The Nicene Creed includes the following line:
We believe in one holy catholic and apostolic Church.
The wording may be slightly archaic, and some Protestants struggle at the use of the word “catholic”, but this phrase captures an important Biblical principle: there is one Christian Church. Across time and geography, the Christian Church, the bride of Christ, is a single united body. One of the huge privileges of my work is that I have had the huge privilege of sharing in the lives of Christians from all sorts of parts of the world and I’ve experienced the unity of the Church in remarkable ways.
Of course the Church is not one because we are such a wonderful bunch of people, the unity of the Church is inherited from the One God whom we serve and follow.
3 Make every effort to keep yourselves united in the Spirit, binding yourselves together with peace. 4 For there is one body and one Spirit, just as you have been called to one glorious hope for the future.5 There is one Lord, one faith, one baptism, 6 and one God and Father, who is over all and in all and living through all. (Ephesians 4:3-6 NLT)
The Church is united, but it is also incredibly diverse. Andrew Walls wrote a wonderful article which explores how Christianity would appear to a time-travelling sociologist who visited Christians in different places and at different points in time. At first glance there would be very little in common between the scholars who argued over the finer points of the Nicene Creed and a group of Christians worshipping in Lagos today.
The Christian Church is rather strange, it is a picture of unity and diversity. Which brings us back to the theme of the Trinity and to the sketch at the top of this post. The Church is united because there is one God. But the Church is varied because the Triune God is a God of variety. When the Spirit first empowered the disciples to speak to the crowds in Jerusalem, he enabled people to hear in their own languages. God does not force us all into one mould; the Church has space for all languages and cultures.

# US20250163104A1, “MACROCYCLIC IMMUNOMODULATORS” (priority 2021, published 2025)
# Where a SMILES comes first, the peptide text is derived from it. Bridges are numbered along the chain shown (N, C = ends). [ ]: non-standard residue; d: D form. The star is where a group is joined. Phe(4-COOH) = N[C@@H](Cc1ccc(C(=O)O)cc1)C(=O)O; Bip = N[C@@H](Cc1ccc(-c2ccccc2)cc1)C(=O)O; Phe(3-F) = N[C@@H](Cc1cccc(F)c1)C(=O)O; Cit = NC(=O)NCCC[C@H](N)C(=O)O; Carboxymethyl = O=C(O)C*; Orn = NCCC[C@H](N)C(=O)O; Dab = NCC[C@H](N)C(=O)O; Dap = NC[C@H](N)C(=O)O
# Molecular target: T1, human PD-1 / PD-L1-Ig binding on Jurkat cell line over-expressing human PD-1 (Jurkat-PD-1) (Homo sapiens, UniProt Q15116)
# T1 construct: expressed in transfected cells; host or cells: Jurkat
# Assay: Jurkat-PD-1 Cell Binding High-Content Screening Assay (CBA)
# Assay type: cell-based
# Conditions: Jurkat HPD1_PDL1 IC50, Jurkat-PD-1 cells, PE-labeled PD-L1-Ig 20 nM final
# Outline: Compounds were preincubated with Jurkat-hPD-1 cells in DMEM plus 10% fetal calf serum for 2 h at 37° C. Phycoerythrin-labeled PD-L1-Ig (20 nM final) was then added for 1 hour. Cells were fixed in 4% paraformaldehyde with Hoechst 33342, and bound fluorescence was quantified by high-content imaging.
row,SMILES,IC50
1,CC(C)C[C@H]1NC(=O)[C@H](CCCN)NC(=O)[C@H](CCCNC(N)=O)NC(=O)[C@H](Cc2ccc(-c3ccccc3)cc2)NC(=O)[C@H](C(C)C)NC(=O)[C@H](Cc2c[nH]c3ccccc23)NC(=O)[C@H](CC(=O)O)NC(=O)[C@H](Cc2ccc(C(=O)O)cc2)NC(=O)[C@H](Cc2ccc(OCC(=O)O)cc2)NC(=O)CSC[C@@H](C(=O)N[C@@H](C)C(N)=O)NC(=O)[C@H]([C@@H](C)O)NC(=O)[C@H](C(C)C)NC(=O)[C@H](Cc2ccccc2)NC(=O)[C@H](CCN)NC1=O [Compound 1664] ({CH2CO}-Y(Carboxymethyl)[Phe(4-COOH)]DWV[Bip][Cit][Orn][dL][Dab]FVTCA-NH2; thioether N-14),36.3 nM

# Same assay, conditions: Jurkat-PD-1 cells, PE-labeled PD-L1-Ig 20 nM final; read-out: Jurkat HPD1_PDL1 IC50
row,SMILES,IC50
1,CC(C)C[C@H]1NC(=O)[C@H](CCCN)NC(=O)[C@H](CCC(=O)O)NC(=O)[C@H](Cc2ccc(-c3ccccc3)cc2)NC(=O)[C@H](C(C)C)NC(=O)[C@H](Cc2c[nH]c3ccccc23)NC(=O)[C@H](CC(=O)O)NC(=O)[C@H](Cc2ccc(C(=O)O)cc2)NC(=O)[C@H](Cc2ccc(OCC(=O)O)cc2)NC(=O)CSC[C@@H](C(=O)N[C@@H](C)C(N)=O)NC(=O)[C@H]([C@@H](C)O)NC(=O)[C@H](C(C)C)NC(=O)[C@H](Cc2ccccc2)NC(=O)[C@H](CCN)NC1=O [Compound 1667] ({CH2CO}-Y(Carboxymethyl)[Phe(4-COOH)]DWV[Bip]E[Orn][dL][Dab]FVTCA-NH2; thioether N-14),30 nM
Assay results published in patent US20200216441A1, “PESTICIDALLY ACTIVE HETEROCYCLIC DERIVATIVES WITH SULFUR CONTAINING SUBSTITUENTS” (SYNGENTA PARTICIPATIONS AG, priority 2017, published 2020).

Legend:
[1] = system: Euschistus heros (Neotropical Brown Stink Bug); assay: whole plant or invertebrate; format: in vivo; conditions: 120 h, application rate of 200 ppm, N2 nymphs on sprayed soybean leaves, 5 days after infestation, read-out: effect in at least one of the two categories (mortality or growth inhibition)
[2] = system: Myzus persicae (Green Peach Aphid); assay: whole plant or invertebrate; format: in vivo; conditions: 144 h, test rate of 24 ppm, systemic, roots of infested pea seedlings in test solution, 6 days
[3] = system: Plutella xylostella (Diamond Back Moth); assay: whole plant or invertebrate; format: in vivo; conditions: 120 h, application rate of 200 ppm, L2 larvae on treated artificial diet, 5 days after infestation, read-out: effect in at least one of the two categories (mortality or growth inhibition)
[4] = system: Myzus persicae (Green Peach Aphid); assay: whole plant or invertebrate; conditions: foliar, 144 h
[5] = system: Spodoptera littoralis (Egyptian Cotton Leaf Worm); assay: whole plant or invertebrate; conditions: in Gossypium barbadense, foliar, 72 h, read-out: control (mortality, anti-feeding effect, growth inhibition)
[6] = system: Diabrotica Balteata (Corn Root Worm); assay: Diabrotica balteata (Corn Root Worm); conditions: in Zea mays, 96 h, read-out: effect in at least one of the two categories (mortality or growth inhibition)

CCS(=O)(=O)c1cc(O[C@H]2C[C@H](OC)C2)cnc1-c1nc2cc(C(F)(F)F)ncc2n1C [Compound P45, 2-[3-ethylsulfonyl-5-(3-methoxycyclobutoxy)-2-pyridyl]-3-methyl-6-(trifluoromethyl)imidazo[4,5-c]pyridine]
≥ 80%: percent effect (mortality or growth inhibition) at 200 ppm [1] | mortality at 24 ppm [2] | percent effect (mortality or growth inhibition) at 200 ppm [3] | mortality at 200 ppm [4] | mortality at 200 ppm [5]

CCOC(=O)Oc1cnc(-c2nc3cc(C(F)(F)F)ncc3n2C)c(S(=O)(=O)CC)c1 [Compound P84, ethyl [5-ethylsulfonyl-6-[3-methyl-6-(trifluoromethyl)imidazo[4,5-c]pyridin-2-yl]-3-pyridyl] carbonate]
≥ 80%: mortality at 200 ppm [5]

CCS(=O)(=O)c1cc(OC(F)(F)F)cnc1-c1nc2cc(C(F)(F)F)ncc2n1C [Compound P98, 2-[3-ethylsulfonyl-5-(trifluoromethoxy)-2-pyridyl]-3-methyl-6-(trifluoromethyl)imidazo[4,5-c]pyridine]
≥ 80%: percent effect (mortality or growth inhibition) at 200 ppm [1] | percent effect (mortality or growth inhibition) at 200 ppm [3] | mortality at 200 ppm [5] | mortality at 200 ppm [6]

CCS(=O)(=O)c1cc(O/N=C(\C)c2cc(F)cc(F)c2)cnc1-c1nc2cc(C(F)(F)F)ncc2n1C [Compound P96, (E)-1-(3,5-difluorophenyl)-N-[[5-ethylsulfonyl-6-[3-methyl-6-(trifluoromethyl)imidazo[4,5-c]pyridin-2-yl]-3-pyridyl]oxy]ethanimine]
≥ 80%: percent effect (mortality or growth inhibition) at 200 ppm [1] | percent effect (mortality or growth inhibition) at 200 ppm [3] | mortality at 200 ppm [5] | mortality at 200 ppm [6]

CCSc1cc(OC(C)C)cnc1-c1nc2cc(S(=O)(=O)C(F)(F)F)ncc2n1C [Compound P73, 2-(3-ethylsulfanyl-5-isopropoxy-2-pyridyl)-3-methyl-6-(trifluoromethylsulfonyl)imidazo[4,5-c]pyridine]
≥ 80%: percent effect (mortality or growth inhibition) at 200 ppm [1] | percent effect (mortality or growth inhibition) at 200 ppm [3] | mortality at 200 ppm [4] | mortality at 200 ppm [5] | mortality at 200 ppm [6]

We’ll get onto the relevance of unity and diversity for mission in the next post, but I need to make one more comment in passing.
Sadly, down through the centuries, Christians have spent a lot of time, energy and blood trying to divide the indivisible body of Christ. We’ve been so intent on drawing lines to say who is in and who is out, that we’ve often overlooked the amazing unity which is the inheritance of the Church. The Church is united, but we often determined to live as though this were not true; this must pain the Lord who prayed that we would be one. (John 17:23)
Paul says that we have to “make every effort to keep ourselves united”. We have to take this seriously, if we divide the Church, we are effectively saying that there is more than one Lord, more than one God. That isn’t on!